Practicing Love

Growing up, the weight of deep obligation haunted me every week following Christmas and my birthday. My mom would provide the small cards, the envelopes, the stamps, even the pen. But what would I say? A lack of words left me with a lack of motivation.

This was the dread of writing thank you notes. I knew I needed to do it, but the only reason I had been given was that I wouldn’t get presents again in the future if a thank you note wasn’t written. Those kind of threats work for a period, but eventually it made me hate the task more. How dare you hold my presents for ransom? What kind of person does that?? Good, solid kid logic there.

I always imagined I would reach adulthood and burn all the thank you notes, refusing to do any more.

The practice is too deeply rooted though. It still is not something I enjoy or look forward to, but once I’m in the middle of it I am reminded of the value of the practice itself.

Thank You Notes

By writing thank you notes, I learned how to express gratitude. It conditioned me to find the good in something, even if it wasn’t what I asked for. Each note grafted writing on to my heart, teaching me how to use words and express myself with the diligent effort of putting pen to paper. As my writing ability improved, the notes themselves became a way to say the words I was too shy to say aloud. Thanks. I love you. You are important.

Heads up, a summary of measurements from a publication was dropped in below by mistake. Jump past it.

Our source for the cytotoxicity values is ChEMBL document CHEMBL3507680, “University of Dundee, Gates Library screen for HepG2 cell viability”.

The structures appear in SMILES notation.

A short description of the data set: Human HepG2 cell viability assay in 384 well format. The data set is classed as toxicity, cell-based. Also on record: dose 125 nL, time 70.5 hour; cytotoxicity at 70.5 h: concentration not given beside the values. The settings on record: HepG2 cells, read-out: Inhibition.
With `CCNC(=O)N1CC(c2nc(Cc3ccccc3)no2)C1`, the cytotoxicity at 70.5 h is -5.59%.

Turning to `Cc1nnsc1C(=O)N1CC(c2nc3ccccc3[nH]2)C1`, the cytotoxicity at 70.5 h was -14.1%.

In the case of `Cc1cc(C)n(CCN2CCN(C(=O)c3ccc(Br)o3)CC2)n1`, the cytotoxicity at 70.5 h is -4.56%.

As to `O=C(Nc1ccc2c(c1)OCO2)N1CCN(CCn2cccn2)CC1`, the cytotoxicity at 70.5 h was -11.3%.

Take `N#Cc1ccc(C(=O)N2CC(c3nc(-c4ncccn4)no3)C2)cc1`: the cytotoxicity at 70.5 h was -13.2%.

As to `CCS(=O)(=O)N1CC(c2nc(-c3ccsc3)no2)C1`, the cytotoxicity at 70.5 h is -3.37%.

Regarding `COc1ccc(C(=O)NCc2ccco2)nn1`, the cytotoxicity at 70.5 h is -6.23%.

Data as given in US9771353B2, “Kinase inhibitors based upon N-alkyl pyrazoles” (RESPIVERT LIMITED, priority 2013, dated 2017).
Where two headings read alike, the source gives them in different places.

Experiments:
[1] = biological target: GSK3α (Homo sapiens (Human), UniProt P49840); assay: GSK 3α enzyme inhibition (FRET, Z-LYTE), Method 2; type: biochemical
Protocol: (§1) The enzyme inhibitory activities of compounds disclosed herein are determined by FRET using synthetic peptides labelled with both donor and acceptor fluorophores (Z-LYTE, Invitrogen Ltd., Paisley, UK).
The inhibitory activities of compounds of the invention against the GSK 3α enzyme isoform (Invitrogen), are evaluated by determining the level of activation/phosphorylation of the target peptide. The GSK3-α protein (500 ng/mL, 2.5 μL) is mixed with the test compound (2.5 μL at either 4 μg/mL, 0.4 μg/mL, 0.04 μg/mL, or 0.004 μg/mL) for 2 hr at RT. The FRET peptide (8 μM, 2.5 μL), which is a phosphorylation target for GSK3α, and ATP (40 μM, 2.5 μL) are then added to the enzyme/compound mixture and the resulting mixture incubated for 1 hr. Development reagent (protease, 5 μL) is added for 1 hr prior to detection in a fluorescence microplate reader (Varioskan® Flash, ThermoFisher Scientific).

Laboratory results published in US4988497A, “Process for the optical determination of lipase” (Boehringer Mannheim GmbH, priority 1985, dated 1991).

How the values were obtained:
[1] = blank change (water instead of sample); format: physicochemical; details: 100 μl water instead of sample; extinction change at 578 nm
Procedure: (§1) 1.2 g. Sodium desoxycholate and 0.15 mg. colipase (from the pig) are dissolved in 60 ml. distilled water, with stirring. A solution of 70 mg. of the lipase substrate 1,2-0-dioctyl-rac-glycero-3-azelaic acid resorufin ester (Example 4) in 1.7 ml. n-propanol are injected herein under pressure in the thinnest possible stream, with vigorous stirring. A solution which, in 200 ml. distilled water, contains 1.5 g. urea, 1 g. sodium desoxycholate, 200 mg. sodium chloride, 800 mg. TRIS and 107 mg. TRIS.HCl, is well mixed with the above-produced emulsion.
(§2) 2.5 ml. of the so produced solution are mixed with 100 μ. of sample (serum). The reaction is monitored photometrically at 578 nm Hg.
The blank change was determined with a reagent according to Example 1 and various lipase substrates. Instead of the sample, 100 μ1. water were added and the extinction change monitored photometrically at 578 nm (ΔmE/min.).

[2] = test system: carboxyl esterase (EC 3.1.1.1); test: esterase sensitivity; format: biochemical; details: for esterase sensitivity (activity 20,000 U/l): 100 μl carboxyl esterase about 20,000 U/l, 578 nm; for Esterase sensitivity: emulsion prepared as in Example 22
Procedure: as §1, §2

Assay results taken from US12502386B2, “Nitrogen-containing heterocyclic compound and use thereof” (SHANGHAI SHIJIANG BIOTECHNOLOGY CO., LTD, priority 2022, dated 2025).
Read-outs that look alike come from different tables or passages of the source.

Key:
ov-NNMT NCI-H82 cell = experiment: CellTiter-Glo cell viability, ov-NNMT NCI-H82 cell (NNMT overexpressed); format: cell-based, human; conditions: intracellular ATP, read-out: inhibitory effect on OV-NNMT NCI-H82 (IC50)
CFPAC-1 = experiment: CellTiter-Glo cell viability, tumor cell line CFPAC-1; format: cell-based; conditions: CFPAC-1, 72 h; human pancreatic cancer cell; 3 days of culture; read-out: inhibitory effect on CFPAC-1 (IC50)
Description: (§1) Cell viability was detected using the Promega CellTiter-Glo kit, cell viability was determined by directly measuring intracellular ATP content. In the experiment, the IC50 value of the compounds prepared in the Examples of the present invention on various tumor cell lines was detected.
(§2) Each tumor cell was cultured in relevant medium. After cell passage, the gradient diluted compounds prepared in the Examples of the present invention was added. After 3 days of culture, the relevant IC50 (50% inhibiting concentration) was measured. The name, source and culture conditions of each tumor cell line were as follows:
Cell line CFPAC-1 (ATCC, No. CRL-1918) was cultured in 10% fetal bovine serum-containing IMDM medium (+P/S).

Now, when I write a thank you note, I try to intentionally do two things:
  1. Show my sincere appreciation.
  2. Affirm that person’s value.
We don’t do these things enough. Whether it be verbally, through text, or by physically writing it out, it can seem awkward to tell someone how you feel and praise them for what they have done. I know not everyone gives or receives love in this way, but perhaps that is because we haven’t practiced it enough.

Imagine a world where we practiced different ways of loving people and learned how to feel love in all those different ways. It requires understanding someone else’s needs, showing concern for their perspective, and being open to a different point of view. The world would be a much lovelier place.

Love, like gratitude, is something that needs to be practiced. It can feel like a burden at first, something you don’t know how to start and resent any obligation to. But those are excuses that create a distance of heart, guarding ourselves to the point that no love can get in and no love can get out.